North Korea's leader Kim Jong-un may have possibly ordered shoot-to-kill to stop the further spread of coronavirus. This was revealed by a U.S. Korea Force commander in an interview. He did not detail the exact arrangement of the order, but anyone that crosses border may face serious danger.
How come North Korea records no COVID-19 cases?
North Korea has been known by many as a dictatorial nation, led by its Kim Jong-un, the nation's Supreme Leader since 2011.
In today's pandemic, the country's name frequently pops up. This is due to the researches stating that North Korea has not yet recorded any confirmed cases of COVID-19 throughout the whole time of pandemic.
It was debated by many experts from the field. Saying that the N. Korea may have just been hiding the real numbers of the positive cases in the region.
Tech Times even made a report in March, regarding this assumption.
"It's impossible for North Korea not to have a single case of coronavirus," said Jung H. Pak, a former CIA analyst on North Korea.
Even US Forces Korea (USFK) commander Robert Abrams admitted that this could be a possibility.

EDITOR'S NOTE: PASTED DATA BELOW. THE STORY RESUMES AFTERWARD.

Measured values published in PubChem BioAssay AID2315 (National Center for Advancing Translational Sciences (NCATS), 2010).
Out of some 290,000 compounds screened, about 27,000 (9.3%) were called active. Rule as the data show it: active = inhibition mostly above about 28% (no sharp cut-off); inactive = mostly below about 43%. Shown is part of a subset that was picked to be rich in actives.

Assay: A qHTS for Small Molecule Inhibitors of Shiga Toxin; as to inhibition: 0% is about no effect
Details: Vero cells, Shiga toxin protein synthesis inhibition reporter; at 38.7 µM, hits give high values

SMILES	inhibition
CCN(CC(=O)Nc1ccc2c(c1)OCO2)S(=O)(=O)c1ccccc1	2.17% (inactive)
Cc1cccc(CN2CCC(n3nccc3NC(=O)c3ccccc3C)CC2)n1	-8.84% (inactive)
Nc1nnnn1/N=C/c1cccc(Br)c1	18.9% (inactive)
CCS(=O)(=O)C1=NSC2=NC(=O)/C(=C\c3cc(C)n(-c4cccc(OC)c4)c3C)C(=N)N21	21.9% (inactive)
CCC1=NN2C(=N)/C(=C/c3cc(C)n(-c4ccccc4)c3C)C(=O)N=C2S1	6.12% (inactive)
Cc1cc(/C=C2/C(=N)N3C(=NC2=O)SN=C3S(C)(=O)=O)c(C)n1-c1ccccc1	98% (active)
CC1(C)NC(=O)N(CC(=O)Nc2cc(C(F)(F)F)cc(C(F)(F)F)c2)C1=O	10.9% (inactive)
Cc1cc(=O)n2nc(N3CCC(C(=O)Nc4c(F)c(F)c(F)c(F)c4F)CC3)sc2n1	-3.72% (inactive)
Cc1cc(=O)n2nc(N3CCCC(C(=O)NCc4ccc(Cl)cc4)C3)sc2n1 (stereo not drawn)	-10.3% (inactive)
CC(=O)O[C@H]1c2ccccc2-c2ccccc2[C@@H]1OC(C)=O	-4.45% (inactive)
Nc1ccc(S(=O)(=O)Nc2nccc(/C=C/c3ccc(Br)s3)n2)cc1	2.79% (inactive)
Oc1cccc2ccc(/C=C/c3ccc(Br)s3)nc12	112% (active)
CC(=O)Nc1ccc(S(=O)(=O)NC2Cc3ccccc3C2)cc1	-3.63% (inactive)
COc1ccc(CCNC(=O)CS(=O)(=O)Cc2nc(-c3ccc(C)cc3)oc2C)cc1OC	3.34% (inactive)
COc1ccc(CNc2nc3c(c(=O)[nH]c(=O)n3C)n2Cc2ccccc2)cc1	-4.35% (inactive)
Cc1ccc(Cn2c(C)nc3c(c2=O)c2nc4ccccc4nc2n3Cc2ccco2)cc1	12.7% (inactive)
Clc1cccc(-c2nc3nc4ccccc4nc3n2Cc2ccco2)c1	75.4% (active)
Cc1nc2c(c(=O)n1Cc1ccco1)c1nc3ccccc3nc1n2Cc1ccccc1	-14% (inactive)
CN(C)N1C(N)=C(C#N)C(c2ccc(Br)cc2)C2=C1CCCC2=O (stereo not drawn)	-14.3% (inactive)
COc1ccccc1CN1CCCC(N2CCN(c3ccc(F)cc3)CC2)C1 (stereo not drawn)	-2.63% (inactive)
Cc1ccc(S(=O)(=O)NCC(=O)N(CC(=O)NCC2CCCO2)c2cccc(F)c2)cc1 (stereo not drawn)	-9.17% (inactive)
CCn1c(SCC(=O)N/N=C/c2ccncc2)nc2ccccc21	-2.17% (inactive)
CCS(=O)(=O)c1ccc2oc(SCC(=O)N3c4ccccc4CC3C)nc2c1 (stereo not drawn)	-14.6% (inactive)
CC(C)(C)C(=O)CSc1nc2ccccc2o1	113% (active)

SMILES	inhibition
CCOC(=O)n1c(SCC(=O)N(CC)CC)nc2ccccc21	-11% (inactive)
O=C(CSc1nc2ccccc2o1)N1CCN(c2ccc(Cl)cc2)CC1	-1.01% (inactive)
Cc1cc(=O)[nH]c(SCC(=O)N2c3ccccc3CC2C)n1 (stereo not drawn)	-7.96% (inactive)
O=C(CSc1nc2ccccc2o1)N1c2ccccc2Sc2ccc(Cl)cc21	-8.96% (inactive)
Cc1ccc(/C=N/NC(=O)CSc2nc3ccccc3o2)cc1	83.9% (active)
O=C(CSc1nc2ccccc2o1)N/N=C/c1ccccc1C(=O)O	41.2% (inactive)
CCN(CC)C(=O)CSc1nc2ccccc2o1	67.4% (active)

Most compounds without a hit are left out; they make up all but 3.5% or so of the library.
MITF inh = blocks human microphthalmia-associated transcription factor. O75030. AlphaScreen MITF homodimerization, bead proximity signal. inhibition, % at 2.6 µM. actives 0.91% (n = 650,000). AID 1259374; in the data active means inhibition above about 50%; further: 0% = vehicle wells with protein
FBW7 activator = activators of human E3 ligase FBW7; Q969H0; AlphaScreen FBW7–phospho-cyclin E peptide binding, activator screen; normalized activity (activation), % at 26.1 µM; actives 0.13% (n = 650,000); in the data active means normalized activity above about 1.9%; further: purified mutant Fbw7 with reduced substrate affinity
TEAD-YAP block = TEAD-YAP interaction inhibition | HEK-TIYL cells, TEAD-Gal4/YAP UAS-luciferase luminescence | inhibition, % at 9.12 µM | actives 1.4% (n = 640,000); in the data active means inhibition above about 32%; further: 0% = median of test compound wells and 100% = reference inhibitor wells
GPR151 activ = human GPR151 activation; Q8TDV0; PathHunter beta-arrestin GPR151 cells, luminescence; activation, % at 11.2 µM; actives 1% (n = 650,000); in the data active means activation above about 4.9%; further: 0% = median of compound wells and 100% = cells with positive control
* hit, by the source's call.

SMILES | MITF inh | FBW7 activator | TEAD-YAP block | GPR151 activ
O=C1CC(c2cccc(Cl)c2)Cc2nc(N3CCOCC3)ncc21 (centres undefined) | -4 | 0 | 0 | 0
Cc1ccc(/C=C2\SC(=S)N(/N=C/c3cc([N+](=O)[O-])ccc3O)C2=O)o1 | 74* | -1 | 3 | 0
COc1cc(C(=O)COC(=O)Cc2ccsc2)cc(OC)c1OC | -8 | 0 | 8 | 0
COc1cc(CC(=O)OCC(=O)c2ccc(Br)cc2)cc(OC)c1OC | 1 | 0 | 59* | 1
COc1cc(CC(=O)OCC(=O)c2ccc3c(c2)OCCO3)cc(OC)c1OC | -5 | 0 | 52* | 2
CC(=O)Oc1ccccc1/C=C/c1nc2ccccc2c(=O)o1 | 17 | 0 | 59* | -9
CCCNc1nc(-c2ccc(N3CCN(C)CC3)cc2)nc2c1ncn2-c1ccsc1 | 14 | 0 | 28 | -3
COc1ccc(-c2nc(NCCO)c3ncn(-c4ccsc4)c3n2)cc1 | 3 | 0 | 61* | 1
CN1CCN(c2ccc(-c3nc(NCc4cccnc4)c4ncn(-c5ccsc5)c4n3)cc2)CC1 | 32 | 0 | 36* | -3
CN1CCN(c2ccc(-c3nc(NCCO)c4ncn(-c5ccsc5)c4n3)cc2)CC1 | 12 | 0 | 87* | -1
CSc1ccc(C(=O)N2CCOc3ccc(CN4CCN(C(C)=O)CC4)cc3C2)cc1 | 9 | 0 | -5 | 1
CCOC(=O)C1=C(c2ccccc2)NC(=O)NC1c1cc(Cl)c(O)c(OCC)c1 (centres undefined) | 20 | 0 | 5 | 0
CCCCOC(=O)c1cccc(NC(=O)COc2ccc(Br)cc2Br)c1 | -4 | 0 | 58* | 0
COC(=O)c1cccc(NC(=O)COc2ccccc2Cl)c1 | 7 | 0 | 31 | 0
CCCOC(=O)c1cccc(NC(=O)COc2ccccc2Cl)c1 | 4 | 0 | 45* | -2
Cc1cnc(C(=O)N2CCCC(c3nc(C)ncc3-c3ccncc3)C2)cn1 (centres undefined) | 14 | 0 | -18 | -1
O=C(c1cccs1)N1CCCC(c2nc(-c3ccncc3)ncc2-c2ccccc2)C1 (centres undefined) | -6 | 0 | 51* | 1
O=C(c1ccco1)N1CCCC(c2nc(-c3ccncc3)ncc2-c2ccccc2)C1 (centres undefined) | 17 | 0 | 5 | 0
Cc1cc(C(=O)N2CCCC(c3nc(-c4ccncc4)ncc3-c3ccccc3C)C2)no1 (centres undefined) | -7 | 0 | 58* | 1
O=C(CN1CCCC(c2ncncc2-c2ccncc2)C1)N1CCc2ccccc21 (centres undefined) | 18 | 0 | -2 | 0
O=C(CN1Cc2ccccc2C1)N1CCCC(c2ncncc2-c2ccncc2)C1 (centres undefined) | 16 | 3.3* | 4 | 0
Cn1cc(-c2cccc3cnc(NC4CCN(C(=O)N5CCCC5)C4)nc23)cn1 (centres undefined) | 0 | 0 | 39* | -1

"It is a closed-off nation, so we can't say emphatically that they have cases, but we're fairly certain they do," Abrams said. "What I do know is that their armed forces had been fundamentally in lockdown for about 30 days, and only recently have they started routine training again. As one example, they didn't fly an airplane for 24 days."
However, on Friday, Sept. 11, a leaked interview with Abrams was published via Agence France-Presse (AFP).
According to the report, US General Abrams may have told an online conference organized by the Center for Strategic and International Studies (CSIS) in Washington on Thursday, Sept. 10, that N. Korea is shooting people in order to curb the spread of COVID-19.
He did not detail how this is possible in the interview. However, he specifically said that the nation recently introduced a new "buffer zone, one or two kilometers up on the Chinese border."
"They've got North Korean SOF (Special Operations Forces) out there. ... Strike forces, they've got shoot-to-kill orders in place."
So far, N. Korea has not yet released statement regarding the matter.
Meanwhile, it is expected for the government to soon unveil its new machineries and weapons in the upcoming 75th anniversary of the ruling Workers' Party in Pyongyang.
This article is owned by Tech Times
Written by Jamie Pancho